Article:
Most PoP visitors will be aware of my ambivalence towards contemporary superhero comics. But every now and then, a series will appear that promises an intriguing take on the much maligned ‘genre’. Writer Mark Millar is a fairly big shot in the world of superhero comics and the Scot is best known for his work in The Authority and The Ultimates (not to mention Kick-Ass). Artist Frank Quitely has made his name working mainly with Grant Morrison on well-received titles like The New X-Men, All-Star Superman and We3. Last time these well-regarded creators worked together was on the aforementioned The Authority but this time, this creator-owned property gives them both a chance to let loose on the superhero mythos to fairly good effect.
Issues #1 to #3 have been collected in Giant-Sized Edition #1 and it really sets things up for the real meat of the story which begins with #4. Much of the first three issues, breezes through the origins of two main families of superheroes revolving around two brothers – Sheldon Sampson/The Utopian and Walter Sampson. The Sampson brothers together with Sheldon’s wife Lady Liberty/Grace (and other college friends) obtained their super-powers in a mysterious island in the early 1930s and literally changed the world. 80 years later, the brothers fall apart, disagreeing on the involvement of superheroes in politics leading to drastic consequences.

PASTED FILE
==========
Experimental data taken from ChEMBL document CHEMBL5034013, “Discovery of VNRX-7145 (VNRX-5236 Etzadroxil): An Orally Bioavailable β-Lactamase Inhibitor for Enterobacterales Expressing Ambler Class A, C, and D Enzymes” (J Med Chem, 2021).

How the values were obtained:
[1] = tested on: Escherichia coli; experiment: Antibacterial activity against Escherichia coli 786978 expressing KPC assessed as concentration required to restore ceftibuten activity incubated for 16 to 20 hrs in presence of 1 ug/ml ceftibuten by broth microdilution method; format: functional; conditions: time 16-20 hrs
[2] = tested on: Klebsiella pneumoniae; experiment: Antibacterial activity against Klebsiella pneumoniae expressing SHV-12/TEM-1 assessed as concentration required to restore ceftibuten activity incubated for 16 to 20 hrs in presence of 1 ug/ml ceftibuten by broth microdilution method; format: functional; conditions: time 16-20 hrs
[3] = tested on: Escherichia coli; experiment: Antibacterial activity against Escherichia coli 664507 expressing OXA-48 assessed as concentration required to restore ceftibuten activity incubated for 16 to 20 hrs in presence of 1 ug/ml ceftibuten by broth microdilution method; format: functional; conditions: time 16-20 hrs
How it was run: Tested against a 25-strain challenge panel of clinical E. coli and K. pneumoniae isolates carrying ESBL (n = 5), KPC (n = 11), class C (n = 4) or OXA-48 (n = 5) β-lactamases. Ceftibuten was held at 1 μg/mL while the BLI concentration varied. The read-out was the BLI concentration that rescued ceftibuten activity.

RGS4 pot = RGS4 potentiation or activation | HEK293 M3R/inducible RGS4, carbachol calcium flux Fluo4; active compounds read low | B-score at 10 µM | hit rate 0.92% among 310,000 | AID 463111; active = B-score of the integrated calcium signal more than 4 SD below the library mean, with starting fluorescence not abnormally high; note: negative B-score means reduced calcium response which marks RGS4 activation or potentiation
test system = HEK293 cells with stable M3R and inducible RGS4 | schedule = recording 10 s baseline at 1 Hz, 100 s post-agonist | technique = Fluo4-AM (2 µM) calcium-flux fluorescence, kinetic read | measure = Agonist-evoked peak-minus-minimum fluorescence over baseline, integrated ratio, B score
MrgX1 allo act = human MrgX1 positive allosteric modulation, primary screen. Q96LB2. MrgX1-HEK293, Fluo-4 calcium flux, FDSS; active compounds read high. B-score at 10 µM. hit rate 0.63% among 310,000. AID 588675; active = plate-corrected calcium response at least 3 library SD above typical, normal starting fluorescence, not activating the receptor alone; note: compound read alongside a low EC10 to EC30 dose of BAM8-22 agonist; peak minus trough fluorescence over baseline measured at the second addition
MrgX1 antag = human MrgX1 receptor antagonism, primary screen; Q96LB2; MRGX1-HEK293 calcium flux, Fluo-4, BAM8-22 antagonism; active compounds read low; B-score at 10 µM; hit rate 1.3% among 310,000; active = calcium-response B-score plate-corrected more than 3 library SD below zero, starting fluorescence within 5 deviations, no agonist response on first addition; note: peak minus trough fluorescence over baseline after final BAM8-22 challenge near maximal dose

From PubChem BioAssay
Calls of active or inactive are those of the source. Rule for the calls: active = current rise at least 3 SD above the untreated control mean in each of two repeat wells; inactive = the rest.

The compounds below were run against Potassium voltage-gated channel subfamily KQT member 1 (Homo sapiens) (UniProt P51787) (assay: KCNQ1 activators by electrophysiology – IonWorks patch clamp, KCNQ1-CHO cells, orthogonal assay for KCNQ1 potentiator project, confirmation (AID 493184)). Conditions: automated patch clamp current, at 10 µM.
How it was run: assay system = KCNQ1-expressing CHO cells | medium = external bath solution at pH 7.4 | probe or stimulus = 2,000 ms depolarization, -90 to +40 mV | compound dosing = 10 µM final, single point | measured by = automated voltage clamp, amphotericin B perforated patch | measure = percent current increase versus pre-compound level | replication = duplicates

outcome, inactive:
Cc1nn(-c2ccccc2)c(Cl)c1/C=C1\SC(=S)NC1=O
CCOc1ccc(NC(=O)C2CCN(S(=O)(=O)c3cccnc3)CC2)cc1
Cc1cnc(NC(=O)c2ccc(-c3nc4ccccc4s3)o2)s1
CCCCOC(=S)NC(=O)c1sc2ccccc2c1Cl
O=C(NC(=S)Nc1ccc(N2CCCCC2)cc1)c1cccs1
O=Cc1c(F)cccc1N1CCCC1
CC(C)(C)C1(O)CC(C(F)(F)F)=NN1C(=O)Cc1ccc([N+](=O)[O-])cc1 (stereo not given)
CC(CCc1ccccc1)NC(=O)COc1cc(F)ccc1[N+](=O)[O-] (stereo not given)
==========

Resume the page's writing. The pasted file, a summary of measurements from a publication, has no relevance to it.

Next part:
Whilst the post-modern interpretation of the superhero mythos is fairly refreshing, the characters are shallow and two-dimensional and it was difficult to empathize with the fates of these ‘gods’. And that is the key word – there is much referencing of Greek mythology here especially in relation to the supplanting of the Titans by Zeus (or Jupiter, if you must) and his own brothers Hades and Poseidon. The inclusion of contemporary pop culture attitudes is also useful as well as an understanding of the modern global political dynamic, although in a superficial manner.
Frank Quitely, as usual, makes the comic a visually pleasing and visceral experience. His imagining of the action sequences is always a joy to behold, even if graphically violent. His faces are never glamorously handsome or pretty and his bodies are not classical sculptures, there is always a sense of realism in his portrayal of human beings – even if they have super-powers beyond mere mortals.
In the final analysis, I am looking forward to having the characters developed further with #4 which understand brings us a good 9 years after the events described in the first three issues.
Published by Image Comics.